My Problem with Essential Oils

There are so many fads out there it’s really hard to know what’s legit and what’s a scam. Diets, winning millions of dollars, organic versus ‘certified organics’ and even essential oils that only cost a couple of dollars.

A couple of years ago I was in remote Kenya doing a school program  and got badly sunburnt on my forehead. I didn’t even know it until I got to the Ngoswani Health Clinic to look at a potential project. Straight away Dr. Tonya marched me to an examination room and I had one of their international visitors apply a mixture of coconut oil and lavender essential oil.

I was SUPER sceptical but you know what, after a few minutes the burning started to subside. The attendant told me that the Masai love using the oils, even the men, which says a lot on this side of the world. I was given a 5ml bottle of the lavender oil to take home.


So all I know is what works for me – and that bottle is still being used.

The lavender is great because you can put it directly on your skin, which you can’t do for all oils. So mossie bites and eczema is now under control.

Frankincense is pretty expensive but man, it’s a great ‘natural drug’. I ended up with a frozen shoulder (not pleasant) and Pete would mix this with coconut oil and massage my shoulder blade. It has a anti inflammatory effect. It doesn’t go super hot like Deep Heat, it’s a gentle warmth.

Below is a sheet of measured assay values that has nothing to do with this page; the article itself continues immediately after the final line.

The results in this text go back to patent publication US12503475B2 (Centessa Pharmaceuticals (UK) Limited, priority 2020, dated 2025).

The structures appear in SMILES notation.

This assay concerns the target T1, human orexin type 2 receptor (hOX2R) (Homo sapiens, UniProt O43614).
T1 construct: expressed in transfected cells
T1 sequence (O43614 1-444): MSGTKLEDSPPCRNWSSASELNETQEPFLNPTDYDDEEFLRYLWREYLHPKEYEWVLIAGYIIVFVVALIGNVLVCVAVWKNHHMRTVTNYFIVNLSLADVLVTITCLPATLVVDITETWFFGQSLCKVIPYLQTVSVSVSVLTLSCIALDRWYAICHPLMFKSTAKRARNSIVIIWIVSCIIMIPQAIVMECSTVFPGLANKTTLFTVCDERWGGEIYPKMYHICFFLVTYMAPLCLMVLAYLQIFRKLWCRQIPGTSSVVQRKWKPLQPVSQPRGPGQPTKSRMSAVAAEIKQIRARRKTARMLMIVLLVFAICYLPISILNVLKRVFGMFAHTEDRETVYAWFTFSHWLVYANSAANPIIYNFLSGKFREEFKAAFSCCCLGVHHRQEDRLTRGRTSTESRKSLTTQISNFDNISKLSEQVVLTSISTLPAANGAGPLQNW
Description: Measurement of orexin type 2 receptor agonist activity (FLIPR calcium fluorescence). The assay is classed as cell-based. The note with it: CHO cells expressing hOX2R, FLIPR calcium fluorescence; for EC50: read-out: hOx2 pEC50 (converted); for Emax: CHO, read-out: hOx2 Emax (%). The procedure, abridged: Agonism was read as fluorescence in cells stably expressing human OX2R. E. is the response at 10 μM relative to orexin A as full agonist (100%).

When I got a massive blood clot in my leg, our youngest daughter, Hannah, made up for me a mixture of coconut oil, frankincense, lavender and Panaway (a combo of oils). I would rub it in a couple of times a day and while it smelt really nice, I wasn’t sure it was doing much. I was in so much pain, I was hoping for a magical quick fix. However, I kept persisting. I figured that at the least, my legs would be nicely moisturised. What I did find was that it totally cleared up a large eczema patch on my leg. Even now, months later, I still put the mixture on each day.


Because we live in a pretty warm country and I have to wear a compression stocking all day, I’ve found I get Athlete’s Foot occasionally. The same thing can happen if you don’t wear socks in your shoes, especially flats. I thought I would give Purification a go after researching for something that had antiseptic properties. Four days in and the rash has nearly gone.


I’m now slowly expanding the use of oils into things that we use daily like cleaners, moisturiser and even our toilet spray. I’ve already got face serum made with jojoba oil and some essential oils which I use once a day.